A guide to the wines of the Loire Valley

28th September, 2016
Stretching from the centre of France all the way out to the Atlantic Coast in the west, the Loire Valley is one of the largest wine regions in France, located along the Loire River. As the area measures more than 600 miles long, it has allowed for a diversity of wines to develop from many grape varieties grown there. When staying at our luxury villas in France, be sure to sample the local varieties available – it will be unlike anything you’ll find in the supermarket at home.

Soil and climate

Such a vast variety of grapes can be grown here due to the different types of soil found along the valley, which include clay, gravel, granite rock and Tuffeau limestone, which was used to build the many lavish chateaux the region is also famous for. The area also varies in climate which also aids the diversity of the wines; while the climate is oceanic by the coast, further inland the climate becomes more continental.

Sub-regions

As the area of the Loire Valley is so large, the Loire Valley is also generally divided up into four sub-regions. From west to east, the first region is the Pays Nantais, which surrounds the coastal city of Nantes. Moving further up the river, next is Anjou, the area surrounding the city of Angers, followed by Touraine, which surrounds Tours. Finally, there is the Upper Loire, a hilly region where the river approaches its source.

Grape varieties

With a varied climate and range of soils, a number of different grape varieties, both red and white, are grown in the Loire Valley. Chenin Blanc is perhaps one of the best known, and is used to create sparkling, dry white and sweet Botryrtis wines. It is grown hardly anywhere else in the world apart from South Africa. Though it originated from the Bordeaux region, Cabernet Franc is also made in the Loire Valley, where it is made into a single varietal wine rather than the blended kind which is the standard in Bordeaux. It is used to produce a number of reds such as Chinon and Bourgueil, rose such as Cabernet d’Anjou and sparkling rose such as Saumur. The Melon de Bourgogne grape is also used to create the crisp white wine of Muscadet, while the Grolleau grape is an often forgotten variety used as a base for many simple local rose wines. Wine styles Few other wine regions in Europe can lay claim to producing such a variety of wine styles, which range from the dry whites of Muscadet, Saumur, Vouvray and Sancerre to the sweet Botrytis wines of the Montlouis, Coteaux du Layon and Savennieres appellations. Rose wines such as the Rose de Loire and Rose d’Anjou are also produced in large volumes, as are sparkling wines from areas such as Vouvray, Saumur and Cremant de Loire. The Loire Valley is also home to a number of interesting reds such as the Pinot Noir from Sancerre and the Cabernet Francs from Chinon, Bourgeuil and Saumur-Champigny.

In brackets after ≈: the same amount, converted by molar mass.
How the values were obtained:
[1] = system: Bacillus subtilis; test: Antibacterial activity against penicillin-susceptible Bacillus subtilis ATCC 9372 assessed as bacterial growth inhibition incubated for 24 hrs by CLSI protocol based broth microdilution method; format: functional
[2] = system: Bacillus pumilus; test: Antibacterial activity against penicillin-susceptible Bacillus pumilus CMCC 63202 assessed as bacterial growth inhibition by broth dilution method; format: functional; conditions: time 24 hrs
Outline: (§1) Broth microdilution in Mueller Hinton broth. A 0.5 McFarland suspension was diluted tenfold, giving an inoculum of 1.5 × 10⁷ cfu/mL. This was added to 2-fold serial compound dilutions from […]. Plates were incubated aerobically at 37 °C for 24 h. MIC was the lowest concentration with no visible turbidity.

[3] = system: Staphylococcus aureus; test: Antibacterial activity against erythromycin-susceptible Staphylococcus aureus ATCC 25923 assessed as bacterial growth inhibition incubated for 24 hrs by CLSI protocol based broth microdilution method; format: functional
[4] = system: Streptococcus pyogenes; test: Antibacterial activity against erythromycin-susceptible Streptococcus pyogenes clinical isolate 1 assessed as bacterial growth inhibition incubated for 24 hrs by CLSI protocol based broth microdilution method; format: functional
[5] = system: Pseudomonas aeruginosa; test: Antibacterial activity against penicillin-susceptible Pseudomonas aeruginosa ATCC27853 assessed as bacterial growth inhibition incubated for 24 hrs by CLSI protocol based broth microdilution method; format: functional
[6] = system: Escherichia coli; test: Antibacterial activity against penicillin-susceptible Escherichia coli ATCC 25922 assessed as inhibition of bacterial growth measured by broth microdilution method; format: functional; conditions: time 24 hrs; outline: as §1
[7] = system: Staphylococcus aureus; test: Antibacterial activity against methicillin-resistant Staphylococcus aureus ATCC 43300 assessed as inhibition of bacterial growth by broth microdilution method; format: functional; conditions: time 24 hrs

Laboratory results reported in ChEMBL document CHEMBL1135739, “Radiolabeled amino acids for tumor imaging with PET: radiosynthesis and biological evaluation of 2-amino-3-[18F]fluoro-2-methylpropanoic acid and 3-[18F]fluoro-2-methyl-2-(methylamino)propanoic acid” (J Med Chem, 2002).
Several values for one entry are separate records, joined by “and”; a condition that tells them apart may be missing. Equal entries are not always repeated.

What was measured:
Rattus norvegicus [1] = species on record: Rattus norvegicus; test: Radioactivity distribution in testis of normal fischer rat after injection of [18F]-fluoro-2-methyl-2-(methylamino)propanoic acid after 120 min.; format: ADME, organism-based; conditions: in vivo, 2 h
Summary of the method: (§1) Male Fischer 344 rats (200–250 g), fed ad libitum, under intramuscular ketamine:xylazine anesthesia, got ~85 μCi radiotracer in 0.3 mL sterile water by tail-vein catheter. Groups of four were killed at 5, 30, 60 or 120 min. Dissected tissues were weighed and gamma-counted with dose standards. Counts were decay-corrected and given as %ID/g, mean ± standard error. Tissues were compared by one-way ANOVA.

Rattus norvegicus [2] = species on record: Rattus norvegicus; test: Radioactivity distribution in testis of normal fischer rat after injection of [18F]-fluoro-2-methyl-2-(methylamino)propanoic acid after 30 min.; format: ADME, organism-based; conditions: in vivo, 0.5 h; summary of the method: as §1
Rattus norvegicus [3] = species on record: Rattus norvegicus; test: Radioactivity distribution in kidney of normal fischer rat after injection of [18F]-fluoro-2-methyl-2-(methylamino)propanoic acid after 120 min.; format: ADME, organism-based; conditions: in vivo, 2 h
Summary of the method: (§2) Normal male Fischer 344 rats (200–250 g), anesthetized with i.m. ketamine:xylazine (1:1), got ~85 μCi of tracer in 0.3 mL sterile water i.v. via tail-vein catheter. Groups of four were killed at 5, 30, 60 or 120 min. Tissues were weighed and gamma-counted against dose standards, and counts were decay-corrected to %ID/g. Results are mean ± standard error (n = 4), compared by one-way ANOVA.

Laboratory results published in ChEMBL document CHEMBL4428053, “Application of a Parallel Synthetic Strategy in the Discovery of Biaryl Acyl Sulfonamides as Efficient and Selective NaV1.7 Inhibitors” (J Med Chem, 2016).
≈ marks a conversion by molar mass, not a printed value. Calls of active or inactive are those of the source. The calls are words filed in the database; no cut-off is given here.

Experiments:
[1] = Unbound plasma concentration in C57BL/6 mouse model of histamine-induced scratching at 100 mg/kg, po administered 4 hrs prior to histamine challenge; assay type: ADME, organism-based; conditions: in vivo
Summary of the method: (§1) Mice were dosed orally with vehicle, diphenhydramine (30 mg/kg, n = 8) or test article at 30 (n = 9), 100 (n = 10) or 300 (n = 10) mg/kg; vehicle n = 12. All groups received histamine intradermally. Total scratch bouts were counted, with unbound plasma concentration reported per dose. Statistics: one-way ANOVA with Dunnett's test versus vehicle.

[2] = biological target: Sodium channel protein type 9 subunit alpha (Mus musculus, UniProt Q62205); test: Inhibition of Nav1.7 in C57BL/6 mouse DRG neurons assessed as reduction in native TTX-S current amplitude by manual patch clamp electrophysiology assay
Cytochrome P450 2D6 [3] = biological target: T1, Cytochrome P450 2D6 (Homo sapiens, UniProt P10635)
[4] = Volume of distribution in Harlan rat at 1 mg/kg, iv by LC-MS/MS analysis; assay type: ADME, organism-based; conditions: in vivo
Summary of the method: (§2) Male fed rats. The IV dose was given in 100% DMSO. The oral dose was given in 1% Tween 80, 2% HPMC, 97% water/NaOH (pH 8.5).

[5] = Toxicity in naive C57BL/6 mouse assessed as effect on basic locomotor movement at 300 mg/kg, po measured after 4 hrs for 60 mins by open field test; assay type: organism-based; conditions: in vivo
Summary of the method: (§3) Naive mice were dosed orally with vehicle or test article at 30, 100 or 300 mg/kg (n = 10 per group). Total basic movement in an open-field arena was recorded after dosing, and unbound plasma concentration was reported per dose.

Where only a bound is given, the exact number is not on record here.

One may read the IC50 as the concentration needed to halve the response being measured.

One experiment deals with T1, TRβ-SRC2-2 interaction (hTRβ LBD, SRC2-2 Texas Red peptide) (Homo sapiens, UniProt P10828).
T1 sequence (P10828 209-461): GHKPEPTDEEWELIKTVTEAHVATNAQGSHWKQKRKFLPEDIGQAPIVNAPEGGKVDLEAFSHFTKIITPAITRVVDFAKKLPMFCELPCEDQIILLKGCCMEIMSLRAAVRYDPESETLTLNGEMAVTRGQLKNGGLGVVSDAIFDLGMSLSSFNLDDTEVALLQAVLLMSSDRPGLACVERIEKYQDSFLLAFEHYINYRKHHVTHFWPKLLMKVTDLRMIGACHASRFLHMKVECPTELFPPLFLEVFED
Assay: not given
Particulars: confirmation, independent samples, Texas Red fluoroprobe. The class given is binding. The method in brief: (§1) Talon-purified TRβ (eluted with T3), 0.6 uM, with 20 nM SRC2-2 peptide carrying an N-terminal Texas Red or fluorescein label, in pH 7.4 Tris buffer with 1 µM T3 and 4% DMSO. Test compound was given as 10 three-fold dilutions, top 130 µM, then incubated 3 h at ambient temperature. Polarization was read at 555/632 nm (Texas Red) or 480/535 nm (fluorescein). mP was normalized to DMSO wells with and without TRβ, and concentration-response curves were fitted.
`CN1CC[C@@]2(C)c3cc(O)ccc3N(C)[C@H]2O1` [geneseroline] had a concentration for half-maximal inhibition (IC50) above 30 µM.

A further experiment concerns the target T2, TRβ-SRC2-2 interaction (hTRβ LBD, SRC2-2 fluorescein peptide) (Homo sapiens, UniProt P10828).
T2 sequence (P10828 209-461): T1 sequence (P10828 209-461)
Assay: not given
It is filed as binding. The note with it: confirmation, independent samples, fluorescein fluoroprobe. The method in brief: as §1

Image: La Chiquita, Dominic Lockyer, available under Creative Commons